How thinkers and activists redefined identity and sparked the Sexual Revolution
by Carl R. Trueman
2022 / 187 pages
Just how strange is this new world we live in? Well, we’ve seen:
- A father jailed because he used the “wrong” pronouns to refer to his gender-confused daughter
- Pastors arrested for holding worship services while thousands marched unmasked to protest alleged systemic racism
- Elementary school students sent to the principal’s office for “misgendering” their classmates
- Boys taught that their natural rambunctiousness is an example of toxic masculinity and must be despised and replaced with more feminine traits.
The world is in the throes of madness, but to assume that there is no method to the madness would be naive. In Carl Trueman’s, Strange New World, (a concise version of his earlier The Rise and Triumph of the Modern Self), we take a swift trip from the Enlightenment to the 21st century to review the radical thinkers responsible for the madness of today’s identity politics.
Under identity politics an individual is only as important and valued as the racial, social, or sexual group he is part of. A black transgender woman would be near the top of this hierarchy, deserving of society’s sympathy and support while a straight white male is at the bottom, deserving of ridicule because of the privilege he must have based on the color of his skin. People are no longer judged by their character but rather by their lived experience and the history of oppression or privilege their “group” has experienced.
As Trueman details, the problems associated with identity politics can be traced back to our notion of the self. For all of history, we recognized that if our inner feelings differed with the physical reality around us it was important to realign our feelings to that reality. However, bringing the mind into line with the physical body has, in the space of only a few years, been rejected in favor of bringing the body into line with the mind.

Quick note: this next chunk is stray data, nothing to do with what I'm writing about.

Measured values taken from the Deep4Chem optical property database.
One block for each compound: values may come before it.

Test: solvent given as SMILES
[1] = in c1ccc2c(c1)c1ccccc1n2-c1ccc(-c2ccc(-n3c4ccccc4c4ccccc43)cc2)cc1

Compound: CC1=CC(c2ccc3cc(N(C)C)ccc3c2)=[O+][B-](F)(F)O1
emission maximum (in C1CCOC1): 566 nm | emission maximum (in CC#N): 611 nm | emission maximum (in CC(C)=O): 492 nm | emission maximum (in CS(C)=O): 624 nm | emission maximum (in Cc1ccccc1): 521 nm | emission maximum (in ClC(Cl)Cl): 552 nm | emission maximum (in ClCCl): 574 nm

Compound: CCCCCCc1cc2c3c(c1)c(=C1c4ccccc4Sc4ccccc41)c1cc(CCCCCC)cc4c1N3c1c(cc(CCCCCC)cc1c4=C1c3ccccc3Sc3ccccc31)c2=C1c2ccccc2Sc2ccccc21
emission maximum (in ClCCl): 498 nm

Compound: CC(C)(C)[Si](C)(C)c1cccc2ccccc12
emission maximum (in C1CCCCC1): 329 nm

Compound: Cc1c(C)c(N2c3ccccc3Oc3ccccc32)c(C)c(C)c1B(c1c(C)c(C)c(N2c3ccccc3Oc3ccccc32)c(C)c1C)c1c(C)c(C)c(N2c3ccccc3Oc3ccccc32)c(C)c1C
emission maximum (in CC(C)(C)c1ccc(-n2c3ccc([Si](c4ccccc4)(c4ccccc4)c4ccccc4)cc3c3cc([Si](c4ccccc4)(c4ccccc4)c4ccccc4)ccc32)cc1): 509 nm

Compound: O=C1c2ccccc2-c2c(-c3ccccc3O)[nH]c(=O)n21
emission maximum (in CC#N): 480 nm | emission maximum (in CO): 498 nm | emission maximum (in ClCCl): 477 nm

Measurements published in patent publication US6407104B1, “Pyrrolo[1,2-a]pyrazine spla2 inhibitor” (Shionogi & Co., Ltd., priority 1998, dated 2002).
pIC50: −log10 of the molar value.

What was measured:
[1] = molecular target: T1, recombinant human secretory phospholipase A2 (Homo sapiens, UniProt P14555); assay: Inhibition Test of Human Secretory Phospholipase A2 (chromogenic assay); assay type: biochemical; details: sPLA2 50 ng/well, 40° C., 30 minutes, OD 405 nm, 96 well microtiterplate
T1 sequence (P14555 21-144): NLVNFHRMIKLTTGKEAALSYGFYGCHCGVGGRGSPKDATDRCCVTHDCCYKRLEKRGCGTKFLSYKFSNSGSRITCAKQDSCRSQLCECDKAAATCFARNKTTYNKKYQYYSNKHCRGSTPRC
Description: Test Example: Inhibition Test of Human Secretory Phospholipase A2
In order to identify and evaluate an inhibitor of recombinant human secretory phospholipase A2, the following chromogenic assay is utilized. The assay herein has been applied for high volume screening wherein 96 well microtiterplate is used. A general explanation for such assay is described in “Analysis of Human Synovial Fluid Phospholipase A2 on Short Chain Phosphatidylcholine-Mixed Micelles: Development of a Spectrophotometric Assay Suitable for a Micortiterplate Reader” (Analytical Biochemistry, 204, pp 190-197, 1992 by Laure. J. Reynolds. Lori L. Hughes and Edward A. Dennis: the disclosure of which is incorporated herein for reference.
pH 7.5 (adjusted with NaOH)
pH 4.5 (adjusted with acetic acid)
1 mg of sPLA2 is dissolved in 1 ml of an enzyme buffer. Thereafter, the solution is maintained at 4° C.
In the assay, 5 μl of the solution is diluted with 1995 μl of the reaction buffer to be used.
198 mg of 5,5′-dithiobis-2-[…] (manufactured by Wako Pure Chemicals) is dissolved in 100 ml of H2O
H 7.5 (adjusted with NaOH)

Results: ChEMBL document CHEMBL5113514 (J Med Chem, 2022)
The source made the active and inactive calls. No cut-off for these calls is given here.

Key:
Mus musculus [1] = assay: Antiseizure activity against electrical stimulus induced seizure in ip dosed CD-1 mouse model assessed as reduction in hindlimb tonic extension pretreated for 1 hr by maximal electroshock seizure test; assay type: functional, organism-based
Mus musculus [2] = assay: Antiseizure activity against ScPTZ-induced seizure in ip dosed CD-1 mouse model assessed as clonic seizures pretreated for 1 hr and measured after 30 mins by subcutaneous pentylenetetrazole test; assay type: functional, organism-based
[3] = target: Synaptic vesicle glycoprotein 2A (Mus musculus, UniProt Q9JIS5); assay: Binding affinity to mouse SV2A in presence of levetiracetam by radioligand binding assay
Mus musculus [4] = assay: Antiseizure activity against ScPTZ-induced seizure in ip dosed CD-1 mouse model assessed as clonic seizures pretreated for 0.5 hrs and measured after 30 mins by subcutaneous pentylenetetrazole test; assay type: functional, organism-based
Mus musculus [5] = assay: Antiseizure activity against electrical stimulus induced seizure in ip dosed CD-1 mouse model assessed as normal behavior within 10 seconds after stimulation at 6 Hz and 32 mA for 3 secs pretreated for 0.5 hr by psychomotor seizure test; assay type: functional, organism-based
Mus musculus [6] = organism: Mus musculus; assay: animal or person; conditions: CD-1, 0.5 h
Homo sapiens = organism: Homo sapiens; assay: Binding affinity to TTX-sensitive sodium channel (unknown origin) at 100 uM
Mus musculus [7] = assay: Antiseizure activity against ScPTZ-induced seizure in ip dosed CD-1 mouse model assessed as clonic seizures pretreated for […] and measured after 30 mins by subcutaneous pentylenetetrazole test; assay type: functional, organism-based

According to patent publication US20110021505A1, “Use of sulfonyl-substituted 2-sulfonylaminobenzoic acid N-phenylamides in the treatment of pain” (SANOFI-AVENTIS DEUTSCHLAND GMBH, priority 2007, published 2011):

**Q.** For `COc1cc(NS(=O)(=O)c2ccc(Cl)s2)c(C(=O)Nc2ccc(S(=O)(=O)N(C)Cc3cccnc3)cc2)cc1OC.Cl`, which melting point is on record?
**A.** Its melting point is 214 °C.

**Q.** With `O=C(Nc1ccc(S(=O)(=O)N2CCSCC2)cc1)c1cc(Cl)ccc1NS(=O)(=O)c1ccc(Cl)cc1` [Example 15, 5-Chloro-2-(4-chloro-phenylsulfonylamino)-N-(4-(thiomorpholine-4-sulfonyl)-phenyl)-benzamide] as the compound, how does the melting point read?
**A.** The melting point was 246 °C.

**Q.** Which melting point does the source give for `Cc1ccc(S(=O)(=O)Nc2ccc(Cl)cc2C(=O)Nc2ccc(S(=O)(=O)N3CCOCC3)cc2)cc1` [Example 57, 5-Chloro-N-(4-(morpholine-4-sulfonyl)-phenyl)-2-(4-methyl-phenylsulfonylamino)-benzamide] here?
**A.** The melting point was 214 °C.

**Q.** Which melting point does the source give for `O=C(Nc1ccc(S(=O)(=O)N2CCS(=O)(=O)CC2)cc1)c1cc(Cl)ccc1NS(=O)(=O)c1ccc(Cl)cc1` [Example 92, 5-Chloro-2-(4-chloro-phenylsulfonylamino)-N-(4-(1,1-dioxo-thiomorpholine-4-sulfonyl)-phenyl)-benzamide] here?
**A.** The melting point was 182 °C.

Toleration was once… well, tolerated. But no longer. Now full acceptance of the latest new view is expected, with severe repercussions to those who do not. How does our culture justify that severity? Well, if the mind is said to be the driving force behind reality, then words have much more significance – words themselves can now marginalize and cause damage to the person. The saying “sticks and stones may break my bones, but words will never hurt me” needs to be adjusted to something along the lines of “sticks and stone may break my bones, but your words are also violent.” Many institutions are quickly writing laws that carry punishments for inflicting emotional damages to those in marginalized groups.
What Trueman makes plain is that although this shift towards identity politics has occurred recently, thinkers such as Rousseau, Marx, and Freud long ago laid the foundation on which identity politics now stand. Identity politics is not some passing trend but is rooted deeply in our culture’s psyche.
Seeing it widely embraced could lead Christians to despair. However, as Trueman reminds the reader, Christ has promised His church that the gates of hell shall not prevail against it. God is sovereign and His will shall be done, on earth as it is in heaven. With this hope we can continue to eagerly await the coming marriage feast of the Lamb.
This book is a must-read for older teenagers and adults alike (and ranks in my personal top 5). Understanding the history of the ideas that led to this moment gives us the power to resist our culture’s siren call into identity politics, and will better equip us to sympathize with those who haven’t resisted, and have been shipwrecked.